If I were to do a poll asking people to guess the character to whom I felt the deepest connection, the most bone-deep I know you connection – or, more chilling, the he knows me connection – I suspect the audience winner would be Lincoln Perry, but I actually connected most with Adam Austin of The Prophet. We share no history, no sense of humor (what little he exhibits), we’ve lived in different places, he had a brother and sister while I had only a sister, he was an athlete while I was a…(insert a term opposite of athlete here), and so on. We share nothing.

And yet…

Here’s a story I’ll always remember, and treasure, from The Prophet’s publication. My publicist, Sabrina Callahan, who had worked on several books with me and had read the Lincoln Perry stories even though she didn’t work on those books, went into a marketing meeting and said “One of the reasons I’m excited about this book is that it’s the first time I’ve seen Michael put himself on the page. He’s Adam.” According to Sabrina, this was met with some confusion. It was met with my utter fascination, because it’s the most accurate read of the book that I received, far and away. While I shared so little with the character, the emotional connection was incredibly deep for reasons that I can’t explain, and, frankly, don’t want to try. I don’t want to try because that connection was the magic of it for me; that connection was the reason I loved writing the book, and anything good that came from those pages came from that bond I felt with Adam. When writing doesn’t feel a little like magic, or at least a little surreal, it’s probably not working.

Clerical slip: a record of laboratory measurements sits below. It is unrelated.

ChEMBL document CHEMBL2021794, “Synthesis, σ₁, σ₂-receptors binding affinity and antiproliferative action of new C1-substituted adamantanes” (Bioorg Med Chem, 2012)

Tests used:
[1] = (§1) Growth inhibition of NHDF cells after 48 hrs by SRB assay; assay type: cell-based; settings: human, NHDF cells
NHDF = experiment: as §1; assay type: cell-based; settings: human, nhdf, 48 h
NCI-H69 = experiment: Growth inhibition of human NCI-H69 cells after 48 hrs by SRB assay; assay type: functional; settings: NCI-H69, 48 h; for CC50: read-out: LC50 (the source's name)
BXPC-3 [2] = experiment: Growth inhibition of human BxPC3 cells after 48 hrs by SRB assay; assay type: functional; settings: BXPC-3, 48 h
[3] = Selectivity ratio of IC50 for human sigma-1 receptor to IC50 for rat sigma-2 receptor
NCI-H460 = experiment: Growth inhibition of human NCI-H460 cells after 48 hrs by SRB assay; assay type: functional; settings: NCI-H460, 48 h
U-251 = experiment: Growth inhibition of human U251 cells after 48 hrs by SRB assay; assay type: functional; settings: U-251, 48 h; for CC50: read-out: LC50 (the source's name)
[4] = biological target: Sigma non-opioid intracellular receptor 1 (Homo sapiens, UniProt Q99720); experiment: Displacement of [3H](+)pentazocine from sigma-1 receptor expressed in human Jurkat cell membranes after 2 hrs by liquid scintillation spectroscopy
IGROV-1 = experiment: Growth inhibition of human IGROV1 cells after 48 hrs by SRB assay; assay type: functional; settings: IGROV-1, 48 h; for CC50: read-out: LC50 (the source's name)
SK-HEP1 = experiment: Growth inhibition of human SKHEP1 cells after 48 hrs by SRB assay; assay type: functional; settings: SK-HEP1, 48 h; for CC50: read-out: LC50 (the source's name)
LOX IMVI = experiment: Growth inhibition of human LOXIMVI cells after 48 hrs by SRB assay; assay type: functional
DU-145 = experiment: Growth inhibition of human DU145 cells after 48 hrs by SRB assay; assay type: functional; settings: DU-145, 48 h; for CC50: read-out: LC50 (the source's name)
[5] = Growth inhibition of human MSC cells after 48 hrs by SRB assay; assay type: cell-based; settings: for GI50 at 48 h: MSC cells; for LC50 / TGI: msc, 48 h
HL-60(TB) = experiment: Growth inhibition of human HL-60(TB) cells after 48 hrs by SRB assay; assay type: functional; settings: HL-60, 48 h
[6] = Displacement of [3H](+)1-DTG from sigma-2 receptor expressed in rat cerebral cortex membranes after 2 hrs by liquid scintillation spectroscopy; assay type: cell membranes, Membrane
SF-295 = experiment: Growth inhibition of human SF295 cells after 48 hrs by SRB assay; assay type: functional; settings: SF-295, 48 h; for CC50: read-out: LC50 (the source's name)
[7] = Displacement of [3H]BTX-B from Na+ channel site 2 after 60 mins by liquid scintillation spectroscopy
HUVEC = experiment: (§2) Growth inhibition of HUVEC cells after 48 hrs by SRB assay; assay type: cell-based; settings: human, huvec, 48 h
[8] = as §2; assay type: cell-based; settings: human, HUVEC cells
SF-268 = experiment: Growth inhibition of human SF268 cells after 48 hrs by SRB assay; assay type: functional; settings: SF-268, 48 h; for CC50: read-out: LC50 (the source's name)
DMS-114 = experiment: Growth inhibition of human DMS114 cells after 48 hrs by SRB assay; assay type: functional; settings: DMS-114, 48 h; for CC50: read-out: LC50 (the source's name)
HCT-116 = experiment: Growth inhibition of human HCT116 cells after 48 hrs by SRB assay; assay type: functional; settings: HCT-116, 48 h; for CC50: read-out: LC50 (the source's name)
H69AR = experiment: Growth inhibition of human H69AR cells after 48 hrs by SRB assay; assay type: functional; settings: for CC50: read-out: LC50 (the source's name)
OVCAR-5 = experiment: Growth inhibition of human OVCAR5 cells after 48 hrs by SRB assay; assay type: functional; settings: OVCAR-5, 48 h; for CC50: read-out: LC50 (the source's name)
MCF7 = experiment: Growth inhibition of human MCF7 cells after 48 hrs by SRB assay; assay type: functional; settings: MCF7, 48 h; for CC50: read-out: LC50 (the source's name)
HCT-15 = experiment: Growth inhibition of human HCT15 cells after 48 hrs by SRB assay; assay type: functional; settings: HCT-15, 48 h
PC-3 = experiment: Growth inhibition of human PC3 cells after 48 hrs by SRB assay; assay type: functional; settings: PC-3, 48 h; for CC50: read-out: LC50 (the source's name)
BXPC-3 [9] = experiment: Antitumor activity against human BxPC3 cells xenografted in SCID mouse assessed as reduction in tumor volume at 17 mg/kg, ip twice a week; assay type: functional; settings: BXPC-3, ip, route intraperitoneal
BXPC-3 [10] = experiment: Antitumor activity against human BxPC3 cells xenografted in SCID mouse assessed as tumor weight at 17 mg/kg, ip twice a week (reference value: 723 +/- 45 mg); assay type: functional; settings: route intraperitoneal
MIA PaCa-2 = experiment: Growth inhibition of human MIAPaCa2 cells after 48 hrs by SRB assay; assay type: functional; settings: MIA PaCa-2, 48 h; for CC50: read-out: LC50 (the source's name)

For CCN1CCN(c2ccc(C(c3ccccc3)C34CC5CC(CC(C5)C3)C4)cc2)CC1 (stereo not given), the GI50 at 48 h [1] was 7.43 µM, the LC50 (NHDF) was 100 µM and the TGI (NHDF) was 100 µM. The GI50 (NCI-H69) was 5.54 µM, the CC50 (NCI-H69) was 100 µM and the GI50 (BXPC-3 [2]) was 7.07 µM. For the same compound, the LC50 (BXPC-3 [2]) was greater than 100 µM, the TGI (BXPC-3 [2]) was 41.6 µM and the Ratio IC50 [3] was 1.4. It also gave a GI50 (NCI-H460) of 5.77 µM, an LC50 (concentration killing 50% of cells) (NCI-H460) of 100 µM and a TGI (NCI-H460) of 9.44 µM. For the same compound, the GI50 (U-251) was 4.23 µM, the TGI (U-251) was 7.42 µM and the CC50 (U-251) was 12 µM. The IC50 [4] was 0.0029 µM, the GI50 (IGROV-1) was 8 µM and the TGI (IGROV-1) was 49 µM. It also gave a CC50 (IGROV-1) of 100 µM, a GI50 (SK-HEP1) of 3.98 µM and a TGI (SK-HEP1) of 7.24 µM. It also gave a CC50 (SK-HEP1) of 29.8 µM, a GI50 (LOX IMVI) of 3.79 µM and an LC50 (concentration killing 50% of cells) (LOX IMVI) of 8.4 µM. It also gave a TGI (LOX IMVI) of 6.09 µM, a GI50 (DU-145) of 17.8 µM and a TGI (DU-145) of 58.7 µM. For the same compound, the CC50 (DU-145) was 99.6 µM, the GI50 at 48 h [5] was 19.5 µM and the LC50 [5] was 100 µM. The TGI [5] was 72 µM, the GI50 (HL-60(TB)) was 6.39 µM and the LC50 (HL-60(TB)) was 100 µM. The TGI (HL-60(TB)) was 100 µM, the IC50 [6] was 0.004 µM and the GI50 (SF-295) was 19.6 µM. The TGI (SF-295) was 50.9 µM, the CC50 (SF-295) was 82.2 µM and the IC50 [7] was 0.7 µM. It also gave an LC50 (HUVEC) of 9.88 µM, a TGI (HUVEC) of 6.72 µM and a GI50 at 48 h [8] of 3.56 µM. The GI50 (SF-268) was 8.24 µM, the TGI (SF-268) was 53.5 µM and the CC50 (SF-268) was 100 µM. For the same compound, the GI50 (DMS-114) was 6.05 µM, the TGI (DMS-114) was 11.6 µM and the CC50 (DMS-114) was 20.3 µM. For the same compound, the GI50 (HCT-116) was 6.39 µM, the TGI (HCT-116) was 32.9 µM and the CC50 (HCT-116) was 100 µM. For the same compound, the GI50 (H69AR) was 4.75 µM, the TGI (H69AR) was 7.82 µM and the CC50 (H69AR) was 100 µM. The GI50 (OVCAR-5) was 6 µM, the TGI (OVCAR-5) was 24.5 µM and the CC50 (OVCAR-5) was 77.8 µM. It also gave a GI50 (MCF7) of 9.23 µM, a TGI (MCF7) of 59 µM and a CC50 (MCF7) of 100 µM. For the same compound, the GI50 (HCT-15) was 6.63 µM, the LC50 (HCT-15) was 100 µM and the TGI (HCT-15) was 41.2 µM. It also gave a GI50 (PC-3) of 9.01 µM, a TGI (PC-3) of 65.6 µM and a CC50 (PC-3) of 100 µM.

Some of my most treasured readers are those who chastise me for the way I treated Adam Austin, because I’ve never felt more emotionally connected to a book than I did when Adam made a bad choice. Don’t do that, Adam. Why would you do that? God, Adam, don’t you see the consequences?

            That relentless – and draining, it was truly draining to write Adam Austin – emotional engagement with character is a blessing that I can’t really describe, except to say that I hope for it each time out, and when it comes, the reward is magical. It’s why I come to the blank page with such excitement and, crazy as it sounds, with such a sense of responsibility. I feel for the characters.